However, he’s visually brilliant, no matter what choices he makes, and since cinema is at least 50% reliant on the visual aspect (I would say) then you can’t deny that the man is a bit of a film making genius... whether you agree with his decisions or not. So I went into The Martian with open eyes and a desire to be impressed because I like science fiction and, also, I quite like Matt Damon as an actor/personality... so, yeah, I thought I’d give it a go.
What we have here is a film about an astronaut left for dead and stranded on Mars with roughly no chance of survival. He then sets about trying to beat all the odds to try and a) survive, b) communicate with his NASA colleagues on Earth and, c) organise some kind of plausible rescue in the kind of time window he has left before the inevitable stranglehold of approaching death comes to claim him.
And you know what? It’s a pretty good film.
Having a likeable celebrity like Matt Damon in the lead role certainly helps lift this and, luckily, he is supported by an absolutely astonishing cast of cool actors such as Jessica Chastain, Jeff Daniels, Sean Bean, Michael Peña and Chiwetel Ejiofor... not to mention a load of lesser known actors (to me, at least) who all knock it out of the park when it comes to performance. That is to say, like the best science fiction, the acting makes everything completely credible and, with a plot like this, where credibility isn’t so much of an issue due to the implied scientific know how... everything seems totally convincing in this movie. Even the bits which might not be quite as scientifically accurate as you might hope or expect.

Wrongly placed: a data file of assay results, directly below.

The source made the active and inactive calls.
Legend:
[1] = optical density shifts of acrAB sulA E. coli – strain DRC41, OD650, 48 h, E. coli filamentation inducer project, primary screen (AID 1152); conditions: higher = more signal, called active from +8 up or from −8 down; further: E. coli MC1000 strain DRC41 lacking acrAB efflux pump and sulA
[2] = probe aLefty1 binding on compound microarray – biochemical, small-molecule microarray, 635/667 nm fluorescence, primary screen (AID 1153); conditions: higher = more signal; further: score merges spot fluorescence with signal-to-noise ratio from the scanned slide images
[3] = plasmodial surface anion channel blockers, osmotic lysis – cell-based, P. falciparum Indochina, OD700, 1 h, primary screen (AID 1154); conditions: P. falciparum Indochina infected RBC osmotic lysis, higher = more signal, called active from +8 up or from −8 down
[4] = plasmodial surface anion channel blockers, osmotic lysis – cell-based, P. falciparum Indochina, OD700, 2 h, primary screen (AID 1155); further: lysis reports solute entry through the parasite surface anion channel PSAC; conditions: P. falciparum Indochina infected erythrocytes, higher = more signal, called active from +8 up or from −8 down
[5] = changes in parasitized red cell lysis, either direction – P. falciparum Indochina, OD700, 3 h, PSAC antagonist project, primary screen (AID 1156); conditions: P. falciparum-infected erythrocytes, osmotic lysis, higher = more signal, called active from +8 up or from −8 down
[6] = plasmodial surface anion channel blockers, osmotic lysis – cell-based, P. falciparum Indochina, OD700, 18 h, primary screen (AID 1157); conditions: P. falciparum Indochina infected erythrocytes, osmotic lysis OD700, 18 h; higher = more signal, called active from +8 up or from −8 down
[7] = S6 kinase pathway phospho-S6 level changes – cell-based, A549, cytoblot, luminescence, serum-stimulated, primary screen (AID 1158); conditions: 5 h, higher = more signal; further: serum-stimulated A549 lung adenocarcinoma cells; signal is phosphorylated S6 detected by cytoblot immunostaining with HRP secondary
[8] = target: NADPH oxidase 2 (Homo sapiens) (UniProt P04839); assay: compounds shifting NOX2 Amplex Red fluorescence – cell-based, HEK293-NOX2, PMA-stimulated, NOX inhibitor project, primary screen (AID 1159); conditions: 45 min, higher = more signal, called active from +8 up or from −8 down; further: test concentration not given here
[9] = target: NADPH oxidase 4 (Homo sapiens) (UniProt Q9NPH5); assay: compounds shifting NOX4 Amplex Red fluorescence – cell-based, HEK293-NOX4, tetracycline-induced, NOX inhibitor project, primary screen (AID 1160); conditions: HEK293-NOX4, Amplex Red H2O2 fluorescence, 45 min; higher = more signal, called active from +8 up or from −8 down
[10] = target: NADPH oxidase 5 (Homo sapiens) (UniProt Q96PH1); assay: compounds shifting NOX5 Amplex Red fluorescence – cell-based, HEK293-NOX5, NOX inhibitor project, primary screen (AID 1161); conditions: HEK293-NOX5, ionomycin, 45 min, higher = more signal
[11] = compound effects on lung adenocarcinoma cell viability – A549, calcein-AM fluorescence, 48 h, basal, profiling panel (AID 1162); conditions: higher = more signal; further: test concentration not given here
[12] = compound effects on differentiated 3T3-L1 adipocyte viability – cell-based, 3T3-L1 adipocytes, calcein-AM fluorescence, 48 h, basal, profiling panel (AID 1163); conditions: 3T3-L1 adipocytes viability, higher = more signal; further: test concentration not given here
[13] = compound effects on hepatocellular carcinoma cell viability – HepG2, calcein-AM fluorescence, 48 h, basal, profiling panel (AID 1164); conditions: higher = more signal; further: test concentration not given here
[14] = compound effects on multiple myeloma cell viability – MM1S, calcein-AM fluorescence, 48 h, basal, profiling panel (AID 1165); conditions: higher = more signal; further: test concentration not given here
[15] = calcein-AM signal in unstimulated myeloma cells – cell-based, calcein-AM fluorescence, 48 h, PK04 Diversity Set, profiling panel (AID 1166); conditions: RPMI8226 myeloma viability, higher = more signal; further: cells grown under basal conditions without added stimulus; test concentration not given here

Scott doesn’t direct this in the same way as the earlier movies that I best remember of his (The Duelists, Alien, Blade Runner, Legend or Someone to Watch Over Me, for example) and I was expecting the movie to be full of extremely long, slow pans and a very specific kind of lighting style which I didn’t see once. Instead, we have a way of shooting, or at least editing, which splits things up into smaller cells of time. Now don’t get me wrong here... this isn’t cut/cut/cut for the MTV generation kind of filmmaking... but it is a heck of a lot pacier and it struck me that Scott has done a clever thing here...